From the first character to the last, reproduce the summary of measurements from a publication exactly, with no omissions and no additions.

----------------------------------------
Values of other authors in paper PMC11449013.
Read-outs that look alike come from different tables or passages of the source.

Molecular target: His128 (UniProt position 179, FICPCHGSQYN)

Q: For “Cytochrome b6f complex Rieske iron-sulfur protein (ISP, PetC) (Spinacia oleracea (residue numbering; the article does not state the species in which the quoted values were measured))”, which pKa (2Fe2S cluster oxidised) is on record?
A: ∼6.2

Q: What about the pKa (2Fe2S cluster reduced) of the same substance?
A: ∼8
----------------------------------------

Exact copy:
Values of other authors in paper PMC11449013.
Read-outs that look alike come from different tables or passages of the source.

Molecular target: His128 (UniProt position 179, FICPCHGSQYN)

Q: For “Cytochrome b6f complex Rieske iron-sulfur protein (ISP, PetC) (Spinacia oleracea (residue numbering; the article does not state the species in which the quoted values were measured))”, which pKa (2Fe2S cluster oxidised) is on record?
A: ∼6.2

Q: What about the pKa (2Fe2S cluster reduced) of the same substance?
A: ∼8